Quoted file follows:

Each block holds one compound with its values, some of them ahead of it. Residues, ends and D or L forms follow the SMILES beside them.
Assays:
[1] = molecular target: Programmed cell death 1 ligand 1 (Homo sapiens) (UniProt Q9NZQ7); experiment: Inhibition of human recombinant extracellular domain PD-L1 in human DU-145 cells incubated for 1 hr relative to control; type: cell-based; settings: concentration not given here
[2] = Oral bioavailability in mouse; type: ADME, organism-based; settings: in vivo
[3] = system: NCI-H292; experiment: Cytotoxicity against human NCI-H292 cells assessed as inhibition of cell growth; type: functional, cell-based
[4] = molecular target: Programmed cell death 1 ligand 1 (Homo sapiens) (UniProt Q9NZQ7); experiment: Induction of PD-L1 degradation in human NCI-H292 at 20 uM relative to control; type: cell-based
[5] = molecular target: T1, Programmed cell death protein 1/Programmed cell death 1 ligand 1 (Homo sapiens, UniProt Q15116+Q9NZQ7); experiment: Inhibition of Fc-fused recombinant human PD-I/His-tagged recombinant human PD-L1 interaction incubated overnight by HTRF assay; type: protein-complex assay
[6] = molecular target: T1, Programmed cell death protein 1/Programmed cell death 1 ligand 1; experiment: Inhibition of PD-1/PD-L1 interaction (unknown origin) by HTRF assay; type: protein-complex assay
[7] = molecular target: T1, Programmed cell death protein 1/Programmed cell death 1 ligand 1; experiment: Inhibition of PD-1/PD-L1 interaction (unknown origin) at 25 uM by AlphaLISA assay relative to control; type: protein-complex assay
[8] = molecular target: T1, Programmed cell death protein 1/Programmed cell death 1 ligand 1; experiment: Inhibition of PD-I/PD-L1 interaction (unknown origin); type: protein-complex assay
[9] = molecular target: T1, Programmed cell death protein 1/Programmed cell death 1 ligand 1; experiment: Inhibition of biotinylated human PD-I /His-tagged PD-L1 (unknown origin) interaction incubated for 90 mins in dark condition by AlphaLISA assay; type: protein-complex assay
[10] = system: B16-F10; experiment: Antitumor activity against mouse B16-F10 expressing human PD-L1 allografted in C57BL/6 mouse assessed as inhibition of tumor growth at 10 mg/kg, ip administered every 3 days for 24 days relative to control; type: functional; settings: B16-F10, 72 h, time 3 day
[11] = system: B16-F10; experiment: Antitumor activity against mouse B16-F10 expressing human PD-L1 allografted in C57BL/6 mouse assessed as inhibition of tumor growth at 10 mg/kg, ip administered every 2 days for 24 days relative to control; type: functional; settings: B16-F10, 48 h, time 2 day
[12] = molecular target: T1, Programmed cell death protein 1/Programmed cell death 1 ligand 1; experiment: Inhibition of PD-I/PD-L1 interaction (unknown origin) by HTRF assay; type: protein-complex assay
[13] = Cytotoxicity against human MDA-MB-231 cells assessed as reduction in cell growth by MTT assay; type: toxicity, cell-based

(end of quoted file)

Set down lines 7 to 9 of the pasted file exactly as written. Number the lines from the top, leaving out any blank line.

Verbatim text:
[5] = molecular target: T1, Programmed cell death protein 1/Programmed cell death 1 ligand 1 (Homo sapiens, UniProt Q15116+Q9NZQ7); experiment: Inhibition of Fc-fused recombinant human PD-I/His-tagged recombinant human PD-L1 interaction incubated overnight by HTRF assay; type: protein-complex assay
[6] = molecular target: T1, Programmed cell death protein 1/Programmed cell death 1 ligand 1; experiment: Inhibition of PD-1/PD-L1 interaction (unknown origin) by HTRF assay; type: protein-complex assay
[7] = molecular target: T1, Programmed cell death protein 1/Programmed cell death 1 ligand 1; experiment: Inhibition of PD-1/PD-L1 interaction (unknown origin) at 25 uM by AlphaLISA assay relative to control; type: protein-complex assay